This week in Srebrenica, a once little-known Bosnian town now synonymous with genocide, volunteers poured strong Bosnian coffee into more than 8,000 small porcelain cups called fildžani. They will remain untouched.
The cups symbolize the more than 8,000 innocent victims of the Srebrenica genocide, men and boys who were brutally murdered a quarter-century ago by Belgrade-backed Bosnian Serb forces who overran the town, a demilitarized safe zone designated by the United Nations. More than 25,000 women, children, and elderly people were forcibly deported; many suffered rape, physical or psychological torture, or other crimes. This horrific act served as a wake-up call to the United States and other countries, and led in no small part to the signing of the Dayton Peace Accords in November 1995.
Tomorrow, the world will commemorate the 25th anniversary of the Srebrenica genocide. Eight funerals will take place for victims whose remains were identified in recently unearthed mass graves. And more than 8,000 coffees — the basic currency of social interaction in Bosnia-Herzegovina — will remain undrunk. The cups form an art installation created by Bosnian Muslim artist Aida Šehović entitled “ŠTO TE NEMA,” which translates as “Why are you not here?”
For the friends and family of the victims, that question is a wrenching search for meaning in the senseless cruelty of war. For the international community, it is an urgent reminder that less than 50 years after we pledged “never again” when faced with Nazi atrocities in World War II, we stood by as genocide and crimes against humanity were committed once again in the heart of Europe — this time under the watchful eye of U.N. peacekeepers.
For a time, the stain of Srebrenica on the collective conscience of Western democracies translated into policy change and action. In 1999, NATO forces bombed military targets in Yugoslavia to force an end to ethnic cleansing in Kosovo. Ad hoc tribunals to try crimes committed in Bosnia-Herzegovina and Rwanda made way for the International Criminal Court. U.N. member states adopted the “Responsibility to Protect,” taking it upon themselves to individually and collectively prevent genocide, war crimes, ethnic cleansing, and crimes against humanity.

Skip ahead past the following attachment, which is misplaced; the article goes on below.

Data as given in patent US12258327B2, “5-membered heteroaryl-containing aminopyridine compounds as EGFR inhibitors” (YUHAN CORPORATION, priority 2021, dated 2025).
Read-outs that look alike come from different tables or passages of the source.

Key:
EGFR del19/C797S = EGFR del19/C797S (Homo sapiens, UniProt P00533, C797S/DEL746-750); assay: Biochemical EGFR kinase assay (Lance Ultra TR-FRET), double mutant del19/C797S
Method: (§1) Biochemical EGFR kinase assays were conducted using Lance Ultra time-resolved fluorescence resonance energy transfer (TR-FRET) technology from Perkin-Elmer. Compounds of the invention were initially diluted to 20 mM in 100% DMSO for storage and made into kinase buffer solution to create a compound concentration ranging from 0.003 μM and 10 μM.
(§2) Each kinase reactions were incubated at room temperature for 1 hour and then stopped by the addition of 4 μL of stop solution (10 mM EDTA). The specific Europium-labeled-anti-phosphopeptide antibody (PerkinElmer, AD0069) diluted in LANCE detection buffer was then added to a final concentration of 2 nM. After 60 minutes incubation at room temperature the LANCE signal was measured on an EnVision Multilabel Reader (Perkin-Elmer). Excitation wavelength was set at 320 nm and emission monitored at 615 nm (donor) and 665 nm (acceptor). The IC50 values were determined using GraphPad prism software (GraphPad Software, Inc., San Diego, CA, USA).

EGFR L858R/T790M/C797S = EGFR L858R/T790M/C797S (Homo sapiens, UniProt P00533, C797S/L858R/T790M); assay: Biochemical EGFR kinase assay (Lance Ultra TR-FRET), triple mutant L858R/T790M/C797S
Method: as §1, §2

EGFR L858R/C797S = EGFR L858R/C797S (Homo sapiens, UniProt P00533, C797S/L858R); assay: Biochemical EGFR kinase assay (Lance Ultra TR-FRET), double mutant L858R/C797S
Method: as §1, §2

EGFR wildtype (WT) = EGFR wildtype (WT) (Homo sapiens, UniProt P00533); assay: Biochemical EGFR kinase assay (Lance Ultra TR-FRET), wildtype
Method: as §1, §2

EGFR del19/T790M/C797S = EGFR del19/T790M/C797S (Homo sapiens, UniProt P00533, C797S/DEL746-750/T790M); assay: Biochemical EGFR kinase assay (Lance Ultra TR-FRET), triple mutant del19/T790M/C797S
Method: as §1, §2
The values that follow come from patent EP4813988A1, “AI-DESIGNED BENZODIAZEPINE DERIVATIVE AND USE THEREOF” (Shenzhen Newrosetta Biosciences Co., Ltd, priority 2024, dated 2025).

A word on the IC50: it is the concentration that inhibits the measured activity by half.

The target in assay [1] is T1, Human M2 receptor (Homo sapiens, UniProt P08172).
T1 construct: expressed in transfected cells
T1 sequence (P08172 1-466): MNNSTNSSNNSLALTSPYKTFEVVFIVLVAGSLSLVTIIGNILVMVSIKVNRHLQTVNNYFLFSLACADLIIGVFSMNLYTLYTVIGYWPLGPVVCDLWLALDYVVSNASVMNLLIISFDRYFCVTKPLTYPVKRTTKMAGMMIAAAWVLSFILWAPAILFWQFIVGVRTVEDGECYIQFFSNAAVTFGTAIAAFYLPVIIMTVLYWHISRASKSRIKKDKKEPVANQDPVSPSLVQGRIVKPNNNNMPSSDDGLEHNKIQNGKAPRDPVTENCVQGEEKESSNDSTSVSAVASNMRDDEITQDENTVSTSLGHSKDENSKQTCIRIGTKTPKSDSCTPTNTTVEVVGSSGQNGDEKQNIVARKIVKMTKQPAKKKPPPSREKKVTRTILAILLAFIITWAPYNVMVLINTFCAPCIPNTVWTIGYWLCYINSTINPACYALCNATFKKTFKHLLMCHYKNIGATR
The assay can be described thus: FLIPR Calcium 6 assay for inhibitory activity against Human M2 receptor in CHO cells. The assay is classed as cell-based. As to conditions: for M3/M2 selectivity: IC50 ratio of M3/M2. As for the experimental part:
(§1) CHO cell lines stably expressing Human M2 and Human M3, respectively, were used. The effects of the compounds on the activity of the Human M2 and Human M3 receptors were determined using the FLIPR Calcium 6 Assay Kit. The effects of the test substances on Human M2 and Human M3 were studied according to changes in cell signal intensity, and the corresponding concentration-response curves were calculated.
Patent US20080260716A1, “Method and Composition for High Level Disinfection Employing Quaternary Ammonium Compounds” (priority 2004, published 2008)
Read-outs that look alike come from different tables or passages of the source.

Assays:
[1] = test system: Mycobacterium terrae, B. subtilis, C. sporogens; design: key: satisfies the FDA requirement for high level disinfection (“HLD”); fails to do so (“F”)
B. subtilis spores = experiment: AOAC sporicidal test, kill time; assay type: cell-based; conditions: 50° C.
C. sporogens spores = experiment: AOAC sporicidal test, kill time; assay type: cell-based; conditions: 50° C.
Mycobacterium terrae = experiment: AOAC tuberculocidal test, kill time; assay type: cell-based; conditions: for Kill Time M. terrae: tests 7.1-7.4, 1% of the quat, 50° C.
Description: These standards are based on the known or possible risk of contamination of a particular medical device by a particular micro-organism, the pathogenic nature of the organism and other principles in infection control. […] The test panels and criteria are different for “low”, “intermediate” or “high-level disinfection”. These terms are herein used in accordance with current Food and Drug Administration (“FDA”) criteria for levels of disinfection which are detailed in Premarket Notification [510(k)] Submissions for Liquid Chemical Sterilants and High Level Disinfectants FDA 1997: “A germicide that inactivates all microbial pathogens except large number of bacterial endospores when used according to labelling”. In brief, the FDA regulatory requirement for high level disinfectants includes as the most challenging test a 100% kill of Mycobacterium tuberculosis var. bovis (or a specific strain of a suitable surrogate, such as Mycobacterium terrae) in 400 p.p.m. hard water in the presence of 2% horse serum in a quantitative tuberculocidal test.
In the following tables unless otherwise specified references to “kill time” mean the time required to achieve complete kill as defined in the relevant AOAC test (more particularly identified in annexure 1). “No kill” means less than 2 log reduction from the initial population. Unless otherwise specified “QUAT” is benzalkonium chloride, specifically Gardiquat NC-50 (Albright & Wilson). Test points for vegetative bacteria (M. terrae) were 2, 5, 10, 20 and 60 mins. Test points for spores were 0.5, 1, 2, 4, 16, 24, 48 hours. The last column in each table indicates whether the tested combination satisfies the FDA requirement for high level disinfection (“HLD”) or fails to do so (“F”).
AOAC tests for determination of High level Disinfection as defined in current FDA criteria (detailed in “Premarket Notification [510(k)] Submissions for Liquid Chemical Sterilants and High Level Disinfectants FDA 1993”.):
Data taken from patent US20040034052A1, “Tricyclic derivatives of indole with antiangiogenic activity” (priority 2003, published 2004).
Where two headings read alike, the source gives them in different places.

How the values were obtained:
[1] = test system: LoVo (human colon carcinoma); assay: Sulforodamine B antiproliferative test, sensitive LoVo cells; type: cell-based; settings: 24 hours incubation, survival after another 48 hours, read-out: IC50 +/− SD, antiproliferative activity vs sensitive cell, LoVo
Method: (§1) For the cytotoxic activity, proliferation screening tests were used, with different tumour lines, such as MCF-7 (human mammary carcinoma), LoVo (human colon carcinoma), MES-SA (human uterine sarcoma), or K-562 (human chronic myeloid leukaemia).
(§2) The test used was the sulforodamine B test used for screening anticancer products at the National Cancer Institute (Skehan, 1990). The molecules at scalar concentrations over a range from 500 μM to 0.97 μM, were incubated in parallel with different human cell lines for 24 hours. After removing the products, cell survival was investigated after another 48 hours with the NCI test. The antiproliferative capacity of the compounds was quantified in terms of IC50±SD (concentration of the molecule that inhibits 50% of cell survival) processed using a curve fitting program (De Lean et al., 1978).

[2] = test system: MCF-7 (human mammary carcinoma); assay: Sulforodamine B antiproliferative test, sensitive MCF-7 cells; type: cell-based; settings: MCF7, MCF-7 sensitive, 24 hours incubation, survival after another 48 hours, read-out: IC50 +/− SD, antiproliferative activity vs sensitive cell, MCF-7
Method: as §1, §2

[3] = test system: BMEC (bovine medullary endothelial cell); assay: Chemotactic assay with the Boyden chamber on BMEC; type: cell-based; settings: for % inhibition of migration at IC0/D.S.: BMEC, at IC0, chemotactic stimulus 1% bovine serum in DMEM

Over time, though, our attention began to wane. New policy problems and paradigms arose, from the war on terror to great power competition; a global financial crisis to a global pandemic. Conversations about human rights and shared values were muffled or magnified based on whether the subject in question was classified as a friend or a foe. In many places, populism gave way to nationalism, while politicians and their proxies used social media to widen political, racial, ethnic, and religious divides. The lights began to flicker in the shining city on the hill.
In Syria, Bashar Assad has used chemical weapons against his own people in the civil war that has raged since 2011 and cost more than 400,000 lives. In 2016 and 2017, more than 700,000 Rohingya Muslims fled Myanmar in what the United Nations has called a textbook example of ethnic cleansing, and possibly genocide. More than a million Uighurs, Kazakhs, and other mostly-Muslim minorities endure forced labor and “reeducation” in camps in western China. Last year, as if to underscore George Santayana’s oft-quoted saying that “those who cannot remember the past are condemned to repeat it,” the Nobel Committee bestowed its literature prize on Peter Handke, a notorious supporter of Slobodan Milošević and denier of the Srebrenica genocide.
Twenty-five years after Srebrenica, we are once again facing a wake-up call. It would be easy to press snooze, to wait until we have passed the peak of the pandemic, until our economies have recovered, until great power competition has become less acute. But if there is one thing I learned in almost 15 years in government, it is that there is never a “good time” to prioritize human rights.
I have little hope that the Trump administration will heed this call; it is more likely to continue using human rights as a club to batter its enemies abroad, while denying growing calls for justice at home. The American brand President Trump hands over to his successor, whether in four months or four years, will be badly tarnished. Yet our history shows we are capable of learning from and moving beyond our moral failings, if we allow our values to guide us. This is what the state of the world will demand from our next president; if there is ever any doubt, there are more than 8,000 coffee cups in Srebrenica to serve as a reminder.